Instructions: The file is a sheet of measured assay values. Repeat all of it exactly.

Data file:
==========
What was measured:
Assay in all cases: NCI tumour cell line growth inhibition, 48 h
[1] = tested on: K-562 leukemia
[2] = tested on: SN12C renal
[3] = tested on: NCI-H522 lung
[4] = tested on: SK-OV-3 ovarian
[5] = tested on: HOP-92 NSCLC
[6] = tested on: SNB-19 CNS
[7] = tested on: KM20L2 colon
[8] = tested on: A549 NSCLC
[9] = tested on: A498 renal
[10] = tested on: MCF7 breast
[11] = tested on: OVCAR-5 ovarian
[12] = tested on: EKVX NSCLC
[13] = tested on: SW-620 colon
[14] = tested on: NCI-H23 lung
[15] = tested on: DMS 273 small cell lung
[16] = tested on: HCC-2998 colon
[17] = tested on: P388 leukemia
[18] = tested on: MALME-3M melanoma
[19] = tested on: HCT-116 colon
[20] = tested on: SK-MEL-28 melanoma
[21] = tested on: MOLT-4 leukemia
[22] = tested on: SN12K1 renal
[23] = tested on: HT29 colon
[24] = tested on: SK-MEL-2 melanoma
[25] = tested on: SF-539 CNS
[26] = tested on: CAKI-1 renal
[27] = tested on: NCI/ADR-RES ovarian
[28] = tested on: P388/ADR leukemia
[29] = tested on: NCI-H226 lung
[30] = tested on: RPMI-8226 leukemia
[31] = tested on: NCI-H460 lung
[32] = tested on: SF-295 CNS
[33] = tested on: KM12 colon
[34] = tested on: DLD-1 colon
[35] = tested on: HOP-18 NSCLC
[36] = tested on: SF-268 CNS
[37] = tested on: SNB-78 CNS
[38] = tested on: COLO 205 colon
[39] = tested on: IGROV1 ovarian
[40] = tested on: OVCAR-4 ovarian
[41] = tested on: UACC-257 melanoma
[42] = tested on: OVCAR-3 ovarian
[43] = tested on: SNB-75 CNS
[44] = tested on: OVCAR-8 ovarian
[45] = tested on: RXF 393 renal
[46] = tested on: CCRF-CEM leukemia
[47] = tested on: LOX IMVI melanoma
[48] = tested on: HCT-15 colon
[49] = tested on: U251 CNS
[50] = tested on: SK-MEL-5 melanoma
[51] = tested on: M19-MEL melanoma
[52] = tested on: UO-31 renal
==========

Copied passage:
What was measured:
Assay in all cases: NCI tumour cell line growth inhibition, 48 h
[1] = tested on: K-562 leukemia
[2] = tested on: SN12C renal
[3] = tested on: NCI-H522 lung
[4] = tested on: SK-OV-3 ovarian
[5] = tested on: HOP-92 NSCLC
[6] = tested on: SNB-19 CNS
[7] = tested on: KM20L2 colon
[8] = tested on: A549 NSCLC
[9] = tested on: A498 renal
[10] = tested on: MCF7 breast
[11] = tested on: OVCAR-5 ovarian
[12] = tested on: EKVX NSCLC
[13] = tested on: SW-620 colon
[14] = tested on: NCI-H23 lung
[15] = tested on: DMS 273 small cell lung
[16] = tested on: HCC-2998 colon
[17] = tested on: P388 leukemia
[18] = tested on: MALME-3M melanoma
[19] = tested on: HCT-116 colon
[20] = tested on: SK-MEL-28 melanoma
[21] = tested on: MOLT-4 leukemia
[22] = tested on: SN12K1 renal
[23] = tested on: HT29 colon
[24] = tested on: SK-MEL-2 melanoma
[25] = tested on: SF-539 CNS
[26] = tested on: CAKI-1 renal
[27] = tested on: NCI/ADR-RES ovarian
[28] = tested on: P388/ADR leukemia
[29] = tested on: NCI-H226 lung
[30] = tested on: RPMI-8226 leukemia
[31] = tested on: NCI-H460 lung
[32] = tested on: SF-295 CNS
[33] = tested on: KM12 colon
[34] = tested on: DLD-1 colon
[35] = tested on: HOP-18 NSCLC
[36] = tested on: SF-268 CNS
[37] = tested on: SNB-78 CNS
[38] = tested on: COLO 205 colon
[39] = tested on: IGROV1 ovarian
[40] = tested on: OVCAR-4 ovarian
[41] = tested on: UACC-257 melanoma
[42] = tested on: OVCAR-3 ovarian
[43] = tested on: SNB-75 CNS
[44] = tested on: OVCAR-8 ovarian
[45] = tested on: RXF 393 renal
[46] = tested on: CCRF-CEM leukemia
[47] = tested on: LOX IMVI melanoma
[48] = tested on: HCT-15 colon
[49] = tested on: U251 CNS
[50] = tested on: SK-MEL-5 melanoma
[51] = tested on: M19-MEL melanoma
[52] = tested on: UO-31 renal